Quantitative Easing and the Great Recession from 2008 to 2016

The 2008 financial crisis was a turning point. When big financial institutions failed, the government had to step in in a way that had never been done before. The Federal Reserve’s quantitative easing strategy, which basically meant printing money to buy government bonds, was meant to boost the economy but also made a lot more money available. Even though the Obama administration’s stimulus measures were needed to keep the recession from getting worse, they added trillions of dollars to the national debt, continuing a pattern of bad money management. The national debt had grown from $10 trillion in 2008 to $20 trillion by 2016.

Recent Years: Spending on the Pandemic and Other Things (2020–Present)

During the COVID-19 pandemic, the government spent more than ever before. Stimulus checks, unemployment benefits, and help for companies all added to the national debt. The Trump and Biden administrations both led huge spending plans that were meant to lessen the pandemic’s effect on the economy. The extra money coming into the economy and problems with the supply chain have caused inflation rates that haven’t been seen in decades. This makes the dollar even less valuable. The national debt has grown to over $34.7 trillion as of 2024, and inflation is now a major worry for most Americans.

What Does This Mean for Years After 2024?

As the 2024 presidential elections get closer, it’s important to remember that both Democrats and Republicans are worried about the steadily falling value of the dollar. Policies that put short-term economic boosts ahead of long-term fiscal security have been backed by both major parties. Every year, a dollar is worth less and less, which hurts the middle class and makes economic inequality worse.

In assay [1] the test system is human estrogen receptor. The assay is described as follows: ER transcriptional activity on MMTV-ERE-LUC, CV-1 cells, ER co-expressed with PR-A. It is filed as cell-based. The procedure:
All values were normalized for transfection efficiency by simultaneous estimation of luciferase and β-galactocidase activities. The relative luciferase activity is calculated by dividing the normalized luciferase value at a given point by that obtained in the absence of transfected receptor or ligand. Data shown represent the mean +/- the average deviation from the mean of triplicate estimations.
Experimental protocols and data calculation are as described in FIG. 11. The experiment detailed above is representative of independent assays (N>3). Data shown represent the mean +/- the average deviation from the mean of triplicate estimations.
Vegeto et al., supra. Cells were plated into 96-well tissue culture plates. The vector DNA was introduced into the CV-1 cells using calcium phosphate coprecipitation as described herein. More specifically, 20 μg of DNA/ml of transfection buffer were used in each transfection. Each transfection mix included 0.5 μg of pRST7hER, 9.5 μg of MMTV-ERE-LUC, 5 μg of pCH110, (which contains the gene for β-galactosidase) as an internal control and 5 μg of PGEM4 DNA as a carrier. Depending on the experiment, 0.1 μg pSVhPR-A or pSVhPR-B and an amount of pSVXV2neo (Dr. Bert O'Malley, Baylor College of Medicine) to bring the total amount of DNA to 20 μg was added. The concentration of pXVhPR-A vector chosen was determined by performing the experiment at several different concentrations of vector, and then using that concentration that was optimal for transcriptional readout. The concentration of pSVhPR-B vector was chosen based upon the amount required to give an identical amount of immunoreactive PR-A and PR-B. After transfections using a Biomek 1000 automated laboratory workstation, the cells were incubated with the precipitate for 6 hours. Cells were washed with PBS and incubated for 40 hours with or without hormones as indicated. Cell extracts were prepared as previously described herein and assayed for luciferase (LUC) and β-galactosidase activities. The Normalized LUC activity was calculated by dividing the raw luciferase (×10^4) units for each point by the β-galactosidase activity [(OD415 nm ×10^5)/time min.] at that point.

Voters should expect their candidates to be honest and answerable, and they should focus on long-term economic strategies that deal with the causes of debt and inflation. The dollar is likely to keep falling regardless of any talks big changes. This will hurt the financial security of future generations.

What Happens When Debt and Inflation Keep Going Up?

When the dollar gets weak, big problems happen. The cost of living goes up as buying power goes down. This affects everything from food to housing. It’s harder for the normal American family to make ends meet, which means they need loans and credit cards more. This leads to a circle of debt that is similar to how the federal government spends money: it spends more than it has, which means it takes on more debt to pay for short-term needs.

The weakening of the dollar also has an effect on economic stability and ties between countries. The dollar’s power is important for global markets because it is the world’s reserve currency. People lose faith in the dollar when prices keep going up and debt keeps growing. This could cause people to switch to gold and cryptocurrencies as alternatives.

Final Thoughts

In short, the people who live in the White House have changed, but the problems of bad budget management and policies that cause inflation have not. As citizens, it is our duty to look closely at these trends and fight for a more stable economic future. A dollar’s spending power is more than just a number; it shows how strong and healthy our economy is as a whole.

In the 2024 Presidential Elections, voters really only have two options for President. However, since neither will add more purchasing power into your wallet, it’s up to you. If you haven’t, I would highly recommend “GettingYourWeightUp” by acquiring sound money in the form of gold and silver coinage. We are pass the point of reversing the dollar’s century-long loss of purchasing power and the promises that come from the podium will continue regardless of how much it cost our nation in additional debt. That’s the foundation of this current system and at some point it must end. The road ahead will be tough, but a better economic situation lies on the other side for those who are aware and prepare accordingly.


Will the dollar be a topic this upcoming Presidential Election? Leave a comment…